Dissertation/Thesis Abstract

Social networking websites and voter turnout
by Boroughs, Bryan, M.P.P., Georgetown University, 2011, 36; 1475359
Abstract (Summary)

Social networking websites (SNWs) like Facebook and Twitter have played an increasing role in American politics. The social networking phenomenon has been discussed heavily in the press, but little scholarship has examined the direct effects, if any, of SNWs on voter turnout. This paper investigated whether accessing political content through SNWs affected the likelihood that individuals would vote in the 2008 presidential election. To examine this question, the paper used the Pew Center dataset titled November 2008 Post-Election Tracking Survey. This random-digit telephone survey dataset examined both voting behavior during the presidential election and online activity prior to the election. Using a probit regression model, this paper determined that a very significant relationship existed between accessing political content on SNWs and the likelihood of voting. The findings estimated that voter turnout increased by 1 vote for every 11 to 25 people who accessed political content on SNWs, depending on the specification used. The practical implications of this finding for political campaigns are powerful.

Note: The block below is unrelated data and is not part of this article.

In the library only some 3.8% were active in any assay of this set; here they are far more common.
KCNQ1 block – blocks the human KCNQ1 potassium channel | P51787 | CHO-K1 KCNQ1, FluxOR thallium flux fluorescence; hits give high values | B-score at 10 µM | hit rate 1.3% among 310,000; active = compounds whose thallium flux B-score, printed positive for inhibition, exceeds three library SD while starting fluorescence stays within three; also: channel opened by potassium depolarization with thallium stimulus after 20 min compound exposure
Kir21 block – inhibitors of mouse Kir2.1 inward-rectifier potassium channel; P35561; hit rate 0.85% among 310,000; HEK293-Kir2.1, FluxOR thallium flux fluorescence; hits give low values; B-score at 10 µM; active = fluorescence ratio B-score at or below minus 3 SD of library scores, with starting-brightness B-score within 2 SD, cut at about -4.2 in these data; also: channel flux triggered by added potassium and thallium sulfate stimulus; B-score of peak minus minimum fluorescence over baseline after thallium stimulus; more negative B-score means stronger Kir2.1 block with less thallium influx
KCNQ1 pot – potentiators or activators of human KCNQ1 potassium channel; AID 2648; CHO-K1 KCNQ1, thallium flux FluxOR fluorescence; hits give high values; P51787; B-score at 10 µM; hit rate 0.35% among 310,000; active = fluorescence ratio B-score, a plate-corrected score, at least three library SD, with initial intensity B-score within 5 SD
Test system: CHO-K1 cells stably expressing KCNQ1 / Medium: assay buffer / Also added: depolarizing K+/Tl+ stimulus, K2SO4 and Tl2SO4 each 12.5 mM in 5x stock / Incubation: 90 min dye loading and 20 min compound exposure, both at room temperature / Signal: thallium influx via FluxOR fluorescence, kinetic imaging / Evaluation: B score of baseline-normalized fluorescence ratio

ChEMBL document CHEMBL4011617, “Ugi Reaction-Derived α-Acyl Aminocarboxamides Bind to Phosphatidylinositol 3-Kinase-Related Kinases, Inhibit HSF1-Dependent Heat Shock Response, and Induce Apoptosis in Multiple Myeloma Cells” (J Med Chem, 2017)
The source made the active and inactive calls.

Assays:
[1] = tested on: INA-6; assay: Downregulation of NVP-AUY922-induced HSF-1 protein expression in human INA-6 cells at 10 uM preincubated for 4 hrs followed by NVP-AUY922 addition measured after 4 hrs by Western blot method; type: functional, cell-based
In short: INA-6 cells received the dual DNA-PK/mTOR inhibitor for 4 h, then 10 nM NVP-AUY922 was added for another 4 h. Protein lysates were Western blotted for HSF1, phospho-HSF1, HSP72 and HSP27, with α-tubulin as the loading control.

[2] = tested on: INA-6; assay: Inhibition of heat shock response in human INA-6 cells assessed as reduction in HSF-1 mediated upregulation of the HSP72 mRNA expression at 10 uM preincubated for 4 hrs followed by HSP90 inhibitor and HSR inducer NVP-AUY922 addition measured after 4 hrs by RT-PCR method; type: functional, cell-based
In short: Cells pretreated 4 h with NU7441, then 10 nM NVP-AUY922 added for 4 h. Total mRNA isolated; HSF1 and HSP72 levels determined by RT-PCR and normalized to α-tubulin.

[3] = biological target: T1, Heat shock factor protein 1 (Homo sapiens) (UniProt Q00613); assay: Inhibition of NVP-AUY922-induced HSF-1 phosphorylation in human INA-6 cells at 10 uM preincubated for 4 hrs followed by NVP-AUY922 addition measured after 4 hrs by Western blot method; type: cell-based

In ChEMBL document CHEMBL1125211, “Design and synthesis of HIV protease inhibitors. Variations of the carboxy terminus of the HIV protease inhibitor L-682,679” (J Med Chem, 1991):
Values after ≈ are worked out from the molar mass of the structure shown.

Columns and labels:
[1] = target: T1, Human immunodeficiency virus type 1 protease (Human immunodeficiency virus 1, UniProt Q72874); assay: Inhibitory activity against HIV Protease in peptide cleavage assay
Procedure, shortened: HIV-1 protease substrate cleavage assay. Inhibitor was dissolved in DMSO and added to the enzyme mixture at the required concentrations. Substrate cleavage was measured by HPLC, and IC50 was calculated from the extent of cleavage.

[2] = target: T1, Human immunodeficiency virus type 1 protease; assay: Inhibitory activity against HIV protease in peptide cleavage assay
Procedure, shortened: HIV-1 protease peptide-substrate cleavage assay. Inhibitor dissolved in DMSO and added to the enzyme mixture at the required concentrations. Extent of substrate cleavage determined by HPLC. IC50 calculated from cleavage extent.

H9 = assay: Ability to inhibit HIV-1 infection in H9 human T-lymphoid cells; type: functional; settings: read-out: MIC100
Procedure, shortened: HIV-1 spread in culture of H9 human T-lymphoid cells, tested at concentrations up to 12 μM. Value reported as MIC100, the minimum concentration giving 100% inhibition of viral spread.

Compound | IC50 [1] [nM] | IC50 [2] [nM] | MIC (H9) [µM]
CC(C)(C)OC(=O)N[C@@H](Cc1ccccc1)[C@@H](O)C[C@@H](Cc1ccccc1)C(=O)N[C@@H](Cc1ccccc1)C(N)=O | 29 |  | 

Indexing (document details)
Advisor: Christian, John T.
School: Georgetown University
Department: Public Policy & Policy Management
School Location: United States -- District of Columbia
Source: MAI 48/05M, Masters Abstracts International
Subjects: Political science, Public policy, Mass communications
Keywords: Blog, Facebook, Presidential election, Social networking, Twitter, Voter turnout
Publication Number: 1475359
ISBN: 978-1-109-73484-3
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